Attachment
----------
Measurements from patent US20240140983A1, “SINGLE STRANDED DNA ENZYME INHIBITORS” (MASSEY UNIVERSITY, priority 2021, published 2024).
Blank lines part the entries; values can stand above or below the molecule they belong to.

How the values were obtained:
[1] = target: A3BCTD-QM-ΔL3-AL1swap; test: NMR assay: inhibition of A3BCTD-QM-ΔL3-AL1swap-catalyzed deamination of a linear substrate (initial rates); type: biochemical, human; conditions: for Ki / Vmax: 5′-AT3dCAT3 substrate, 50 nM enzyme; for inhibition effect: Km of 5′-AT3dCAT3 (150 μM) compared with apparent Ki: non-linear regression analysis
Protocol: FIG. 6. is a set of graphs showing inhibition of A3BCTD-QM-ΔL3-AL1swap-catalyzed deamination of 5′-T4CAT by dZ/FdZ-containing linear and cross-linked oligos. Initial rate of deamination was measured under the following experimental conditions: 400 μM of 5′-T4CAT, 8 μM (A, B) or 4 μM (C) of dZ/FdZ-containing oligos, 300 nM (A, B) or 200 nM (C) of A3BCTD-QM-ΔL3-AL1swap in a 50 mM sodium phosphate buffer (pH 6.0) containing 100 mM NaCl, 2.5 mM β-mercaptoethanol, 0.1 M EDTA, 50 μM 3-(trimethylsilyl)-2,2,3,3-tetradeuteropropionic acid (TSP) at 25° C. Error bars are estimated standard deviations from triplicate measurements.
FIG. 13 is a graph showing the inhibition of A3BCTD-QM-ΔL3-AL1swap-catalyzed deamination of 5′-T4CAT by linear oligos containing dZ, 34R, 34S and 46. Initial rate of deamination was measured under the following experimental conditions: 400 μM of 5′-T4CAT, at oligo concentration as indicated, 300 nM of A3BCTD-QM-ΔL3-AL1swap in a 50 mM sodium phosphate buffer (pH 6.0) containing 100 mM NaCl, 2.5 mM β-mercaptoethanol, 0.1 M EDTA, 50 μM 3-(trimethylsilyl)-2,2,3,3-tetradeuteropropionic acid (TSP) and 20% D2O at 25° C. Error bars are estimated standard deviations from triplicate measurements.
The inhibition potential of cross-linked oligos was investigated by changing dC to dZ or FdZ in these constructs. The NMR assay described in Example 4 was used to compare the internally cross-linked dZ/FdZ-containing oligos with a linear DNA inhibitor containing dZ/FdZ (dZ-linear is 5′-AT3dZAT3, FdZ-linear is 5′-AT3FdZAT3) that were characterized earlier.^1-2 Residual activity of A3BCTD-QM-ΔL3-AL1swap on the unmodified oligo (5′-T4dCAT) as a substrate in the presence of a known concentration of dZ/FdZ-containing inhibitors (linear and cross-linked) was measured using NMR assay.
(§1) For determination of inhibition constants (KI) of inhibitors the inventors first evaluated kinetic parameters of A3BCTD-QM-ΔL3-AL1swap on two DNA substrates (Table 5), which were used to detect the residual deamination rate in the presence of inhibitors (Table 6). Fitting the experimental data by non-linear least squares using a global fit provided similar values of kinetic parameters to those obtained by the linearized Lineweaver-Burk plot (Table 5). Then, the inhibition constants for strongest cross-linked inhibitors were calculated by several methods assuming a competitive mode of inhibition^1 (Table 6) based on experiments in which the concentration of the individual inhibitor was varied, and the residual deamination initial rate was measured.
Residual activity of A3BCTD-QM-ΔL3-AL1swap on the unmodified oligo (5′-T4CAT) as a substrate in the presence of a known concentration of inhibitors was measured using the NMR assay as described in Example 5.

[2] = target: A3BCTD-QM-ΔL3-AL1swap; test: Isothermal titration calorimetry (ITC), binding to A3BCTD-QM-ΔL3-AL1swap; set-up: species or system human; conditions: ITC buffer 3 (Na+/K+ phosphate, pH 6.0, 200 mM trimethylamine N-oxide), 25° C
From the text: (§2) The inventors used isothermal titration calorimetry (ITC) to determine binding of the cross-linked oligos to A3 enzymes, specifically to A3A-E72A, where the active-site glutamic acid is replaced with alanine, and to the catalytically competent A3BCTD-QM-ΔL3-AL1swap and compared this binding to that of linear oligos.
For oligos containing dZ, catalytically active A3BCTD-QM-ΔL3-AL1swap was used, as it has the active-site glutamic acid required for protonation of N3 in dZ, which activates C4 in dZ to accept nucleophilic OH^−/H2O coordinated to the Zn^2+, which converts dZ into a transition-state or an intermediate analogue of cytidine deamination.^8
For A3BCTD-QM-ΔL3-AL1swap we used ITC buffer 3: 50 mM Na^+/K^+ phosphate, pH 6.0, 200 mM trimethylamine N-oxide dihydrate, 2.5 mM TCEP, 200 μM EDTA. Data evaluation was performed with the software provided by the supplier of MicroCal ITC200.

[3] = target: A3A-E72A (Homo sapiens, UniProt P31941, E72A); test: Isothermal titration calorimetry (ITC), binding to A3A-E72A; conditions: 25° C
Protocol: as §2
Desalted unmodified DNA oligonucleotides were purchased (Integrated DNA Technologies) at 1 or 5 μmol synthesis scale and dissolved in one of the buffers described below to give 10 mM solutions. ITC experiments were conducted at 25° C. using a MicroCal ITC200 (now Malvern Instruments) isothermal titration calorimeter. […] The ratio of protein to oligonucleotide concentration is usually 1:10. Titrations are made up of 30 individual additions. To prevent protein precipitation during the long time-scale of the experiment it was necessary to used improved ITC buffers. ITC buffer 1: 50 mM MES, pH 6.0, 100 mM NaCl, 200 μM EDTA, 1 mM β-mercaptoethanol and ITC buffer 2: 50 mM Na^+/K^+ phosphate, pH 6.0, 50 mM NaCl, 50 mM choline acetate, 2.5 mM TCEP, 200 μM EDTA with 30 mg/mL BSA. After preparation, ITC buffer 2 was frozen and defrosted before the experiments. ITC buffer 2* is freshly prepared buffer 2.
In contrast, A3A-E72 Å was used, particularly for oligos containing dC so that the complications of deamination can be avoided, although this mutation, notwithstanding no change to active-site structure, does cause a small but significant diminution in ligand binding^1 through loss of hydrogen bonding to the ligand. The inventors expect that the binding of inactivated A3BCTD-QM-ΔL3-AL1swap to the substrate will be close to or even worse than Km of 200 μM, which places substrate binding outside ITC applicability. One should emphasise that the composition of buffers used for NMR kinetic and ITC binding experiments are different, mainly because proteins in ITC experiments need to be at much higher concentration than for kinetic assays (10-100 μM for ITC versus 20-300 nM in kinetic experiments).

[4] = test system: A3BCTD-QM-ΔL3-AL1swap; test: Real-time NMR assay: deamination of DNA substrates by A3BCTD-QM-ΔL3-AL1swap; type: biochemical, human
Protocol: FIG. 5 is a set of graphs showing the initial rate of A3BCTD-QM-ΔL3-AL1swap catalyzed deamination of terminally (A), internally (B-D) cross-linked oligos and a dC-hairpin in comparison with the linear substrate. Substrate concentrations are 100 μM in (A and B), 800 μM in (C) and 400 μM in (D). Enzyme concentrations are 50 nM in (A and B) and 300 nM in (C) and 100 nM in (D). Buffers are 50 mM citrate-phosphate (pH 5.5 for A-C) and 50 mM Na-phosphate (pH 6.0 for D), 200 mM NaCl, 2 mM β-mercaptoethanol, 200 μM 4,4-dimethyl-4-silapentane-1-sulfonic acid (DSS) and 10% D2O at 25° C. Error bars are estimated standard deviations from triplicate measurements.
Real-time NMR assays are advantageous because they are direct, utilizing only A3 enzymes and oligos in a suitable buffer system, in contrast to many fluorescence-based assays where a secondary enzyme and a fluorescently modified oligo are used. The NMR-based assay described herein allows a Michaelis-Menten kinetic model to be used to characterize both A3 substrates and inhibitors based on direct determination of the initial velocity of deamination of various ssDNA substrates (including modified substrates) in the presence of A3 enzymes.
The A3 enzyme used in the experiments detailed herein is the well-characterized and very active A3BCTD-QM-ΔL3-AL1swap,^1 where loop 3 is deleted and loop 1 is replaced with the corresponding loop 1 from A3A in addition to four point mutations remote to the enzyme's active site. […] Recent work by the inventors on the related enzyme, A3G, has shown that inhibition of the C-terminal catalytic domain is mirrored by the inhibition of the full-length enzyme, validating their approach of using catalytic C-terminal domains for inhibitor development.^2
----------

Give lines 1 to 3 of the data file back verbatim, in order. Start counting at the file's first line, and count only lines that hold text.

Measurements from patent US20240140983A1, “SINGLE STRANDED DNA ENZYME INHIBITORS” (MASSEY UNIVERSITY, priority 2021, published 2024).
Blank lines part the entries; values can stand above or below the molecule they belong to.

How the values were obtained: